How does this term relate to the Kingdom of God? Is heaven where good people go? Why did Matthew use the term the Kingdom of Heaven?
Is there a difference between Kingdom of God and Kingdom of Heaven?
No, both terms describe the government of God. One emphasizes the ruler of that Kingdom (God), and the other emphasizes the present location of the throne of that government (heaven). It should be noted that the word heaven can be used as a euphemism for God—so the two phrases really mean the same thing: the Kingdom ruled by God in heaven. Ultimately, that Kingdom will come to earth when Jesus returns.
You will learn more about the reason different names are used in the Bible from this article and “What Is the Kingdom of God?”
Matthew, the former tax collector turned disciple of Jesus of Nazareth, often wrote about the Kingdom of Heaven. Early in his Gospel account of Christ’s life he stated: “In those days John the Baptist came preaching in the wilderness of Judea, and saying, ‘Repent, for the kingdom of heaven is at hand!’” (Matthew 3:1-2, emphasis added throughout).
When the same disciple began recounting the beginning of Christ’s ministry, he recorded: “From that time Jesus began to preach and to say, ‘Repent, for the kingdom of heaven is at hand’” (Matthew 4:17). All told, Matthew used this phrase, “the kingdom of heaven,” 32 times in the book he authored (in the New King James Version of the Bible).
Although the prophet Daniel had prophesied that “the God of heaven will set up a kingdom which shall never be destroyed” (Daniel 2:44), Matthew is the only writer of the Bible to use the phrase “the kingdom of heaven.” Noting this distinction, some have wondered how this phrase relates to “the kingdom of God.” Do both phrases refer to the same kingdom?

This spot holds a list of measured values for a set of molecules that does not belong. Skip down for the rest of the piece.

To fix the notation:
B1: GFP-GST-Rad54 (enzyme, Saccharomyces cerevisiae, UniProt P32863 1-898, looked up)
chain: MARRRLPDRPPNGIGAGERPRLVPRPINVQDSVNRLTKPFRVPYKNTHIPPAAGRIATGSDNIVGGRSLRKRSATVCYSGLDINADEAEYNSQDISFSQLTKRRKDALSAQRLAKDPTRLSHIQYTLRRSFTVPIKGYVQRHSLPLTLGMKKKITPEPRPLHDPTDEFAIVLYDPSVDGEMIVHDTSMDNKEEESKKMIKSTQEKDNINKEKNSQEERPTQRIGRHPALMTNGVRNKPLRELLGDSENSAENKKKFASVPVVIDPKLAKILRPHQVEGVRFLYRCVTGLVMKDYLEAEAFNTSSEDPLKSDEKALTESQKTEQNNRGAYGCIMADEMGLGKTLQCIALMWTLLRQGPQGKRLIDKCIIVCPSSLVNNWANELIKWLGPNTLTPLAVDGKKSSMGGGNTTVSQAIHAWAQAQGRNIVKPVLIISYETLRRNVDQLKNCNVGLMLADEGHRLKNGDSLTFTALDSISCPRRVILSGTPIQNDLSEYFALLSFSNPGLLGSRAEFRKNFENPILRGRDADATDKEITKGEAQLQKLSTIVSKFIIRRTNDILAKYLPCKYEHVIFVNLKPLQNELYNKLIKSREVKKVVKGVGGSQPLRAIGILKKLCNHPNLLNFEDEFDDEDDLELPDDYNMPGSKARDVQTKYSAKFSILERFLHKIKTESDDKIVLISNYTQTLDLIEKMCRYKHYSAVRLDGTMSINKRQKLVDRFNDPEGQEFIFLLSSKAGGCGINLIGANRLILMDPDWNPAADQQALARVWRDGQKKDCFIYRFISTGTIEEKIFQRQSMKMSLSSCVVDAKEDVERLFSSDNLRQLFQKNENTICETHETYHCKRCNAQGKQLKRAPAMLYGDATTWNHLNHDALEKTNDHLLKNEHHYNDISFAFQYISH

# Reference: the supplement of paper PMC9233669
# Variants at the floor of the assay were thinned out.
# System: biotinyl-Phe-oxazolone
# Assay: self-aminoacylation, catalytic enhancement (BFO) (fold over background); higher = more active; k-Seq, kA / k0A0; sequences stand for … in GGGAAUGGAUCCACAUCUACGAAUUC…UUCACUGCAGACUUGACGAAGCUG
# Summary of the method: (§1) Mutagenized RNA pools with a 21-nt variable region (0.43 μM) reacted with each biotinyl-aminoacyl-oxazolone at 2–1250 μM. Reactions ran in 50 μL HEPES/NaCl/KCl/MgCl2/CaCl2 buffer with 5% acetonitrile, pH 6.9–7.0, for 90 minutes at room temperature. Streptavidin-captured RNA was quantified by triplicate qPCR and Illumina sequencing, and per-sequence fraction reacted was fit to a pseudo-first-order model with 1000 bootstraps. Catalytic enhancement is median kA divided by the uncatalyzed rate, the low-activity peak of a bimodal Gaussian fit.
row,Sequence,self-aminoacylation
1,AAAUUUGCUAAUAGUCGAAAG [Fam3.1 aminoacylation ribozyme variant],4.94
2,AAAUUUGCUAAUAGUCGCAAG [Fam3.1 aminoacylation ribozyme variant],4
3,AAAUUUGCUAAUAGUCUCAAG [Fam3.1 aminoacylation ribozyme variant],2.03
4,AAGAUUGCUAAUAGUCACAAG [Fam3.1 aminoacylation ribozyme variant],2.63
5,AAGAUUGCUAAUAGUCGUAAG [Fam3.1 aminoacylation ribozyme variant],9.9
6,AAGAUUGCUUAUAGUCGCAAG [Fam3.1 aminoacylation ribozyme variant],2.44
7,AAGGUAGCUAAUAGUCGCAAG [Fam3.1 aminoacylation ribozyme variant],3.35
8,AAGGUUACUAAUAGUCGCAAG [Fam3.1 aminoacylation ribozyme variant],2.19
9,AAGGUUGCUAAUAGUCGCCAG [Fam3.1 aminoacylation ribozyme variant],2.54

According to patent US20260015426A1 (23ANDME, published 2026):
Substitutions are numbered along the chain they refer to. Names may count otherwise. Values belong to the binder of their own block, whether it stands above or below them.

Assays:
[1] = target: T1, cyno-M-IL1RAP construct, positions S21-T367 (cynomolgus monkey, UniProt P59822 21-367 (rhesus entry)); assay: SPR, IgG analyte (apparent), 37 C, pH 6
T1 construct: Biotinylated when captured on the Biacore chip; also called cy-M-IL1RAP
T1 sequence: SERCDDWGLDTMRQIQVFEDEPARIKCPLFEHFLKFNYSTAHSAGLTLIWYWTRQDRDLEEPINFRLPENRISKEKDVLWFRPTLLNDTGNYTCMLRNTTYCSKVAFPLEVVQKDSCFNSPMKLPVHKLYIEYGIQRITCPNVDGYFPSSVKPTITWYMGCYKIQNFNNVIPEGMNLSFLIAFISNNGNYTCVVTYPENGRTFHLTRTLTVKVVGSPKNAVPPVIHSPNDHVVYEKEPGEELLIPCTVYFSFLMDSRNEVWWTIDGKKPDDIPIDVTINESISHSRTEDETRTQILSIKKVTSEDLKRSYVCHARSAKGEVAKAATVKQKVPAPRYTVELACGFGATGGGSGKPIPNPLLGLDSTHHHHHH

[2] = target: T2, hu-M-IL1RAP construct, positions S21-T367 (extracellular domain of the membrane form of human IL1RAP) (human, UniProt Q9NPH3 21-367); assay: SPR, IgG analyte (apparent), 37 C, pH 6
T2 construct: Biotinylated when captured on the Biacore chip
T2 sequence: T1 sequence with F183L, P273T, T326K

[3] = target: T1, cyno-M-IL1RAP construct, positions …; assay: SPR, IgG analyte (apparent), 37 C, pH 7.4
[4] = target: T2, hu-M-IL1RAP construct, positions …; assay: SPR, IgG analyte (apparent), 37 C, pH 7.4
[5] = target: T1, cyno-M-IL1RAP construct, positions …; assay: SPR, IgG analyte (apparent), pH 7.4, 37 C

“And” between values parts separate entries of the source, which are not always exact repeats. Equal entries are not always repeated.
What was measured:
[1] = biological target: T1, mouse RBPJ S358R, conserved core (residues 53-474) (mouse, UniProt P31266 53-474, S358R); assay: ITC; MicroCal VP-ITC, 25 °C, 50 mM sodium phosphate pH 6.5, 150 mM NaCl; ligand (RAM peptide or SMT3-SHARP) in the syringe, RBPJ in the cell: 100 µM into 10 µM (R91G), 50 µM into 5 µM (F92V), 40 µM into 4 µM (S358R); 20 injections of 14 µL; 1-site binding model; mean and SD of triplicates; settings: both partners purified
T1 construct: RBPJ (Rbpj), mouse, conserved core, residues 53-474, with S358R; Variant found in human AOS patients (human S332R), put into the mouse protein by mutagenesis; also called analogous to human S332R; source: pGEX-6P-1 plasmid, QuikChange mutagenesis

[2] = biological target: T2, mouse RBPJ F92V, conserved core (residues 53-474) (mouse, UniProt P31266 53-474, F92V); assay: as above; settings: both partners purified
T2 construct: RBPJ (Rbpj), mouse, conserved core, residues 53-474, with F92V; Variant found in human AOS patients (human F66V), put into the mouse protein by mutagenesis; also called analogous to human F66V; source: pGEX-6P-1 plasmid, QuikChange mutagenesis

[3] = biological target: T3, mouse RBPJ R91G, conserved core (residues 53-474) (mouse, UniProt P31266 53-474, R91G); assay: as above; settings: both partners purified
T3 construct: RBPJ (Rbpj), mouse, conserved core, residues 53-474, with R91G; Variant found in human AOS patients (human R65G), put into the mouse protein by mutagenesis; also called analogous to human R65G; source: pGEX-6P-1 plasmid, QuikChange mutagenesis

Same kingdom; different names
Closer examination of the book of Matthew shows that this author also used the phrase “kingdom of God.” In Matthew 6:33, he quotes Christ advising people, “But seek first the kingdom of God and His righteousness, and all these things shall be added to you.” In addition to this passage, Matthew uses the phrase “kingdom of God” four more times in the book bearing his name (Matthew 12:28; Matthew 19:24; Matthew 21:31, 43). The context of these passages shows that Matthew used these phrases to describe the same kingdom.
In the book of Ephesians, Paul referred to “the kingdom of Christ and God” (Ephesians 5:5). These phrases—the Kingdom of Heaven, the Kingdom of God, and the Kingdom of Christ and God—all refer to the same kingdom. This kingdom belongs to God, the One who “is God in heaven above and on the earth beneath” (Deuteronomy 4:39).
Do good people go to heaven?
Because Matthew described God’s Kingdom as “the kingdom of heaven” and because God is indeed referred to as the “God of heaven” (2 Chronicles 36:23; Ezra 1:2), many have mistakenly assumed that good people go to heaven to be with God when they die. What these people apparently don’t understand is that when Matthew referred to the Kingdom of God as the Kingdom of Heaven, he wasn’t trying to explain what happens to faithful people when they die.
What the Bible teaches regarding those who have died in faith is that they are in their graves awaiting the return of Jesus Christ, when they will be resurrected—brought back to life. The Bible teaches that “the dead know nothing” (Ecclesiastes 9:5) and that when someone dies, “in that very day his thoughts perish” (Psalm 146:4, King James Version).